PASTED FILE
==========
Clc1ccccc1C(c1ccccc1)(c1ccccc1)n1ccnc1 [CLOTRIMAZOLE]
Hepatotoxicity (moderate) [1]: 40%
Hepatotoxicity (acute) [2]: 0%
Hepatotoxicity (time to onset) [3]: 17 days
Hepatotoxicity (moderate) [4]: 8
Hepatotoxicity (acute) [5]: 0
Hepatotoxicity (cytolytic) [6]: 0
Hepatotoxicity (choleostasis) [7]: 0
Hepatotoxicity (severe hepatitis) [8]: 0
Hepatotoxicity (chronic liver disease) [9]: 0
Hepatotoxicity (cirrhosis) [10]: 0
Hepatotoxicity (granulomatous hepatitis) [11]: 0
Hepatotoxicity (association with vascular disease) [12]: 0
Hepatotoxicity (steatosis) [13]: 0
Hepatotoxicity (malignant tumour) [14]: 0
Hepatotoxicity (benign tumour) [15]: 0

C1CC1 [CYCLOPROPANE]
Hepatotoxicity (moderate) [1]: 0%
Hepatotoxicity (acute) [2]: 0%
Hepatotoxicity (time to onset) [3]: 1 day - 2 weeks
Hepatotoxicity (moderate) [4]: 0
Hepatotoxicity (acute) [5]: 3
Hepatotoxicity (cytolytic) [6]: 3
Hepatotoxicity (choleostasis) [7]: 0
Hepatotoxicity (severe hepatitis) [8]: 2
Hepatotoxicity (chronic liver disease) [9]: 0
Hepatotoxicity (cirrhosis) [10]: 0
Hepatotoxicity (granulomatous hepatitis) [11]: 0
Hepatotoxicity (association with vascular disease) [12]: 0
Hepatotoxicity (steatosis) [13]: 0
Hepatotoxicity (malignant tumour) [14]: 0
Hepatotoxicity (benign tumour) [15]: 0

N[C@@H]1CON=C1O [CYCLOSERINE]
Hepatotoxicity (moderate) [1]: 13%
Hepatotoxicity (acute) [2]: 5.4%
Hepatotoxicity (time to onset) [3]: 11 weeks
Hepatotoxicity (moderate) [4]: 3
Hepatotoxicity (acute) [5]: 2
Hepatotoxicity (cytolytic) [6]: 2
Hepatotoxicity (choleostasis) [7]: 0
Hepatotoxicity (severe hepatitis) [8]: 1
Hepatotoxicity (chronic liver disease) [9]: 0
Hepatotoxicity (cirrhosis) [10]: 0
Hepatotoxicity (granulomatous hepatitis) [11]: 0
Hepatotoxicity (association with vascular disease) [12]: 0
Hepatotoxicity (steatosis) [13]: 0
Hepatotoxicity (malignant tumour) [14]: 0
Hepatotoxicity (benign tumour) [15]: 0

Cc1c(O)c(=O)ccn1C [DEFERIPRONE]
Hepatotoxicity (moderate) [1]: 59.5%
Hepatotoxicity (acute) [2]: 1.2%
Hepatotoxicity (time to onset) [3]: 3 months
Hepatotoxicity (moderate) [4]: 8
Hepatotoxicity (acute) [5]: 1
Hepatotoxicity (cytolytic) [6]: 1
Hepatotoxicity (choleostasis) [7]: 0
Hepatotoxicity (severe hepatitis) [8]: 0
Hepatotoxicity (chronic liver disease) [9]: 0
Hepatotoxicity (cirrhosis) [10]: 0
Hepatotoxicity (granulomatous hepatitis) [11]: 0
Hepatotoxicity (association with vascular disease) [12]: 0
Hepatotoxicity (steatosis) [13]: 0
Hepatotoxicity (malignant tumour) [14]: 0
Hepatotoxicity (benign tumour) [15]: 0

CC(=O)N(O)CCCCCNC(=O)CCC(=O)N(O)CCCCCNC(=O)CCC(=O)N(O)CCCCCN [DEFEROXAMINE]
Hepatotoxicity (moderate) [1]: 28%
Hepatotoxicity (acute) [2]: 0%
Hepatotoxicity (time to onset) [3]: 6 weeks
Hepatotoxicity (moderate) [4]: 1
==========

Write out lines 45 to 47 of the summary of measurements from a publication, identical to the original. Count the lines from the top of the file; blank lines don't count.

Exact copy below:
Hepatotoxicity (association with vascular disease) [12]: 0
Hepatotoxicity (steatosis) [13]: 0
Hepatotoxicity (malignant tumour) [14]: 0